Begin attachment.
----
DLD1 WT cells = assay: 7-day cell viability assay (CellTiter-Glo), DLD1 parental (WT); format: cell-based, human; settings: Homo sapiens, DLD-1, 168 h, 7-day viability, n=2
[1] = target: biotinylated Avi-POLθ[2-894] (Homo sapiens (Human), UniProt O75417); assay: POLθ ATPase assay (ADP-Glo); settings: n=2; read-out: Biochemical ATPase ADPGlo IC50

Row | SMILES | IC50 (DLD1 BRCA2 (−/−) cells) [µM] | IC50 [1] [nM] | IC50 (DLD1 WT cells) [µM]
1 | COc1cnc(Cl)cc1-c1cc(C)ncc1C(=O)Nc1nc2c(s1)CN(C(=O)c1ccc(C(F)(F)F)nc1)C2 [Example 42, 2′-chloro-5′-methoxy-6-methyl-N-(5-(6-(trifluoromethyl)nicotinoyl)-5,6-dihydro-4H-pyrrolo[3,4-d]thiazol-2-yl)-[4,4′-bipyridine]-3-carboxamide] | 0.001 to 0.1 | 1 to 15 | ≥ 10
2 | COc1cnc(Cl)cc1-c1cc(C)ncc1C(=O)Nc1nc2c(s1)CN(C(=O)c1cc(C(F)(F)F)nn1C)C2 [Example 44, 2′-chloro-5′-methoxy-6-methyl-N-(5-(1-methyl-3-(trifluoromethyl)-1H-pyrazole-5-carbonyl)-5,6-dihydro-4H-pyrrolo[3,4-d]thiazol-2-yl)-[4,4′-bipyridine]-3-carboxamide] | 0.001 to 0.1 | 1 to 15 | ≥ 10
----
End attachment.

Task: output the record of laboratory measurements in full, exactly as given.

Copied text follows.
DLD1 WT cells = assay: 7-day cell viability assay (CellTiter-Glo), DLD1 parental (WT); format: cell-based, human; settings: Homo sapiens, DLD-1, 168 h, 7-day viability, n=2
[1] = target: biotinylated Avi-POLθ[2-894] (Homo sapiens (Human), UniProt O75417); assay: POLθ ATPase assay (ADP-Glo); settings: n=2; read-out: Biochemical ATPase ADPGlo IC50

Row | SMILES | IC50 (DLD1 BRCA2 (−/−) cells) [µM] | IC50 [1] [nM] | IC50 (DLD1 WT cells) [µM]
1 | COc1cnc(Cl)cc1-c1cc(C)ncc1C(=O)Nc1nc2c(s1)CN(C(=O)c1ccc(C(F)(F)F)nc1)C2 [Example 42, 2′-chloro-5′-methoxy-6-methyl-N-(5-(6-(trifluoromethyl)nicotinoyl)-5,6-dihydro-4H-pyrrolo[3,4-d]thiazol-2-yl)-[4,4′-bipyridine]-3-carboxamide] | 0.001 to 0.1 | 1 to 15 | ≥ 10
2 | COc1cnc(Cl)cc1-c1cc(C)ncc1C(=O)Nc1nc2c(s1)CN(C(=O)c1cc(C(F)(F)F)nn1C)C2 [Example 44, 2′-chloro-5′-methoxy-6-methyl-N-(5-(1-methyl-3-(trifluoromethyl)-1H-pyrazole-5-carbonyl)-5,6-dihydro-4H-pyrrolo[3,4-d]thiazol-2-yl)-[4,4′-bipyridine]-3-carboxamide] | 0.001 to 0.1 | 1 to 15 | ≥ 10